Your private foundation’s goals may be more easily met with a DAF
Gifting a private foundation’s assets to a donor advised fund can simplify philanthropy
Where a private foundation can offer a lot of flexibility in charitable giving, for many private foundation founders, a donor advised fund can provide a simpler, more cost-effective option for creating and maintaining your charitable legacy.
Shifting your private foundation’s assets to a donor advised fund (DAF) may be able to serve your philanthropic goals without the administrative costs, and some added benefits.
Knowing the difference
Most of the benefit of a donor advised fund comes from the built-in infrastructure that a private foundation has to maintain for itself, such as legal advice, bookkeeping and accounting, investment services, reporting, tax preparation and staffing. Private foundations also have to pay an excise tax on net investment income and require minimum annual distributions, unlike DAFs.
In comparison, the organizational functions of a DAF are handled by the fund sponsor like Raymond James Charitable. Donors can structure their gifts to suit their desires and can request grants be made to qualified charitable organizations by advising the fund administrator. Like private foundations, DAFs can be named in honor of a family member.
Typically, private foundations can be a good choice for philanthropists who have a significant sum to invest and distribute and want to take a very active role in the running of the organization. For some wealthy individuals, shifting their focus from earnings to building their philanthropic legacy is part of their life plan – this is where a private foundation can excel. These kinds of organizations can operate selective scholarship programs, hire their own staff and sponsor events, for example.
For other philanthropists who aim to support charitable organizations with direct contributions, a DAF allows them to do so without the complex administrative effort. For others still whose private foundations are shifting from a more actively managed approach (like a selective scholarship fund) to more of a platform for funding service organizations (like a local service organization’s scholarship program), converting a private foundation to a DAF can be a wise move. DAFs can provide better efficiency, greater tax benefits and lower administrative costs, which can also mean more of the dollars are available to go to charity.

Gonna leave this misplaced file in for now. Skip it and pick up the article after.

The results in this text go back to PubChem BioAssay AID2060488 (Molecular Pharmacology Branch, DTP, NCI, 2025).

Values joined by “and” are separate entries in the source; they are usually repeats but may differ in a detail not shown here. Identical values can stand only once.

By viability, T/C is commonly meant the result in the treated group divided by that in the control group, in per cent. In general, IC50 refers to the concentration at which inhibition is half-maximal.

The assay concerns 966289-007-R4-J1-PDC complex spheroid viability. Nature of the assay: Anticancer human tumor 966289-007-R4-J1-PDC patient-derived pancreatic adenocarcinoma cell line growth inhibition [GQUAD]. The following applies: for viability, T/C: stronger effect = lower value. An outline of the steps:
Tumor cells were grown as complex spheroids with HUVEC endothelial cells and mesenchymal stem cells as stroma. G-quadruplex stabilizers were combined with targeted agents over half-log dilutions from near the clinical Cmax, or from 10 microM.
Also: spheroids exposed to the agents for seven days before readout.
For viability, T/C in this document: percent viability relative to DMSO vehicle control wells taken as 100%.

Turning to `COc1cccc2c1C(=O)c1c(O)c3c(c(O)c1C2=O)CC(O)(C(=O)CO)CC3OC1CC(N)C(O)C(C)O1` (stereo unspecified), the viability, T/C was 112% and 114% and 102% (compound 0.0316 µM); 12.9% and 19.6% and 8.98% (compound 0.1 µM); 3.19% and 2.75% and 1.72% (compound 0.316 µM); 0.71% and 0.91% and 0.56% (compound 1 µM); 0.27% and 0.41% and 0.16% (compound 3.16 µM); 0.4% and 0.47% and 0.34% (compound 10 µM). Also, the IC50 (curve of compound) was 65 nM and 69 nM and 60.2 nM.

Converting to a DAF
Winding down a private foundation and spinning up a DAF involves gifting the foundation’s assets to the donor advised fund. It’s important to note, however, that it is not possible to reverse the process, so making sure the foundation can cover any unpaid expenses or taxes is crucial. Then you can dissolve the organization when you file its final tax return.
What DAFs lose in flexibility compared to a private foundation, they gain in convenience, simplicity and efficiency. While a DAF won’t suit every philanthropist’s goals, it’s worth talking to your financial advisor about whether its capabilities align with yours.
Donors are urged to consult their attorneys, accountants or tax advisors with respect to questions relating to the deductibility of various types of contributions to a donor advised fund for federal and state tax purposes.
Raymond James does not provide tax or legal services. Please discuss these matters with the appropriate professional.